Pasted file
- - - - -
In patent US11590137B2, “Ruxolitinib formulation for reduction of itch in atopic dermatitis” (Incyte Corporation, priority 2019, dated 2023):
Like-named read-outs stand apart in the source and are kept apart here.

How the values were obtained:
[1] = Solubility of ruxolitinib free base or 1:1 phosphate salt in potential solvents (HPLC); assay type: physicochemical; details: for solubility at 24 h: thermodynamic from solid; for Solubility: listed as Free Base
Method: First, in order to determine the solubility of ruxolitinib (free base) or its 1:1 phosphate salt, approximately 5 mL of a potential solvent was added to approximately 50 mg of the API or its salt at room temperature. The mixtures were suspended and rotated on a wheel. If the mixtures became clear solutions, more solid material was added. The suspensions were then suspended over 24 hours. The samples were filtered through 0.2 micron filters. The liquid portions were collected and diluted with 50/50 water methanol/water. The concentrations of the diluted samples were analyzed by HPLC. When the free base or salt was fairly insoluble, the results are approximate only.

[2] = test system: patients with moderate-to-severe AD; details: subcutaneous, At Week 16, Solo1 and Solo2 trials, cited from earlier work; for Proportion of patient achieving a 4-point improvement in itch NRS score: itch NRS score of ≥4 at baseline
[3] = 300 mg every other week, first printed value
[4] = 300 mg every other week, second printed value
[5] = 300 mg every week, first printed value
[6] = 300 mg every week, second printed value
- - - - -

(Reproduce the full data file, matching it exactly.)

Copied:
In patent US11590137B2, “Ruxolitinib formulation for reduction of itch in atopic dermatitis” (Incyte Corporation, priority 2019, dated 2023):
Like-named read-outs stand apart in the source and are kept apart here.

How the values were obtained:
[1] = Solubility of ruxolitinib free base or 1:1 phosphate salt in potential solvents (HPLC); assay type: physicochemical; details: for solubility at 24 h: thermodynamic from solid; for Solubility: listed as Free Base
Method: First, in order to determine the solubility of ruxolitinib (free base) or its 1:1 phosphate salt, approximately 5 mL of a potential solvent was added to approximately 50 mg of the API or its salt at room temperature. The mixtures were suspended and rotated on a wheel. If the mixtures became clear solutions, more solid material was added. The suspensions were then suspended over 24 hours. The samples were filtered through 0.2 micron filters. The liquid portions were collected and diluted with 50/50 water methanol/water. The concentrations of the diluted samples were analyzed by HPLC. When the free base or salt was fairly insoluble, the results are approximate only.

[2] = test system: patients with moderate-to-severe AD; details: subcutaneous, At Week 16, Solo1 and Solo2 trials, cited from earlier work; for Proportion of patient achieving a 4-point improvement in itch NRS score: itch NRS score of ≥4 at baseline
[3] = 300 mg every other week, first printed value
[4] = 300 mg every other week, second printed value
[5] = 300 mg every week, first printed value
[6] = 300 mg every week, second printed value